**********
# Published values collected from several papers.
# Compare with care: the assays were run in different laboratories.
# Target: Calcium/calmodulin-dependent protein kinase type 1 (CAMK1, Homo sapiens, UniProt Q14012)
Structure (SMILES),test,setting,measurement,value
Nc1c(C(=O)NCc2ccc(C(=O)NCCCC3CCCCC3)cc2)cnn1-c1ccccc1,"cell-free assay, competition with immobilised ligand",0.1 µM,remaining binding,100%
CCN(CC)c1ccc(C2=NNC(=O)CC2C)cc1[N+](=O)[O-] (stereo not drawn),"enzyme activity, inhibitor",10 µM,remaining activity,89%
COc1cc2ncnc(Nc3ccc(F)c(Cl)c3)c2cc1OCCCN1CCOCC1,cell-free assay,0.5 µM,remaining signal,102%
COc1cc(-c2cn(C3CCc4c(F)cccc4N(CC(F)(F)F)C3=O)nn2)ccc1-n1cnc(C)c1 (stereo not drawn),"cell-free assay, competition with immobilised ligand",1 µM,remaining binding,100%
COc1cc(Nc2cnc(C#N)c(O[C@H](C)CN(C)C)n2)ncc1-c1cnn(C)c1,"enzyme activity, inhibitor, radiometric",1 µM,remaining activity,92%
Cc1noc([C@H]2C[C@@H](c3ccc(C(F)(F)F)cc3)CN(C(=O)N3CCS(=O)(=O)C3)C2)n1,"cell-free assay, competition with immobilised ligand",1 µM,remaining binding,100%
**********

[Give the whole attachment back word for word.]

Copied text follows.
# Published values collected from several papers.
# Compare with care: the assays were run in different laboratories.
# Target: Calcium/calmodulin-dependent protein kinase type 1 (CAMK1, Homo sapiens, UniProt Q14012)
Structure (SMILES),test,setting,measurement,value
Nc1c(C(=O)NCc2ccc(C(=O)NCCCC3CCCCC3)cc2)cnn1-c1ccccc1,"cell-free assay, competition with immobilised ligand",0.1 µM,remaining binding,100%
CCN(CC)c1ccc(C2=NNC(=O)CC2C)cc1[N+](=O)[O-] (stereo not drawn),"enzyme activity, inhibitor",10 µM,remaining activity,89%
COc1cc2ncnc(Nc3ccc(F)c(Cl)c3)c2cc1OCCCN1CCOCC1,cell-free assay,0.5 µM,remaining signal,102%
COc1cc(-c2cn(C3CCc4c(F)cccc4N(CC(F)(F)F)C3=O)nn2)ccc1-n1cnc(C)c1 (stereo not drawn),"cell-free assay, competition with immobilised ligand",1 µM,remaining binding,100%
COc1cc(Nc2cnc(C#N)c(O[C@H](C)CN(C)C)n2)ncc1-c1cnn(C)c1,"enzyme activity, inhibitor, radiometric",1 µM,remaining activity,92%
Cc1noc([C@H]2C[C@@H](c3ccc(C(F)(F)F)cc3)CN(C(=O)N3CCS(=O)(=O)C3)C2)n1,"cell-free assay, competition with immobilised ligand",1 µM,remaining binding,100%